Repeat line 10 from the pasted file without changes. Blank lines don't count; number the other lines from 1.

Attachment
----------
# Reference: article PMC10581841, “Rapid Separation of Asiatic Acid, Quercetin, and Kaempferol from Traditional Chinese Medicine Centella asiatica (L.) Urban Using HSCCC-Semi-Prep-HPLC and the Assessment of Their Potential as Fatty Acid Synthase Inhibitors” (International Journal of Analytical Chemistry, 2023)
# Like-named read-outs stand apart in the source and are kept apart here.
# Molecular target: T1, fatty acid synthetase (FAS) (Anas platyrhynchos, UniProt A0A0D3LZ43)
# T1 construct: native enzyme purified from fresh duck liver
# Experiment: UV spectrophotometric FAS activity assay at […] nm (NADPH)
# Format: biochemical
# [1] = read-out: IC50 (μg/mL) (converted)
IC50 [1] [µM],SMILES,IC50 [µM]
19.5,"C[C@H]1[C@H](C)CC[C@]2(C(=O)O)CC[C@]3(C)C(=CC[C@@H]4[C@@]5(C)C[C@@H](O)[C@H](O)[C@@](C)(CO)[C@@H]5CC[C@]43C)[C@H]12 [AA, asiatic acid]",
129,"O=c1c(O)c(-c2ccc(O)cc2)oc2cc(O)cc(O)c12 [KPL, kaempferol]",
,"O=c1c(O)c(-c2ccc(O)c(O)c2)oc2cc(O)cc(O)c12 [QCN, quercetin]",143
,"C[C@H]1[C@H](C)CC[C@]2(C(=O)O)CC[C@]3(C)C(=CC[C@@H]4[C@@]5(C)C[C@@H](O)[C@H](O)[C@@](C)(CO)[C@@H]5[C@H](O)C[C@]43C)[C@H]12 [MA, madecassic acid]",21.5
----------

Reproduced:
129,"O=c1c(O)c(-c2ccc(O)cc2)oc2cc(O)cc(O)c12 [KPL, kaempferol]",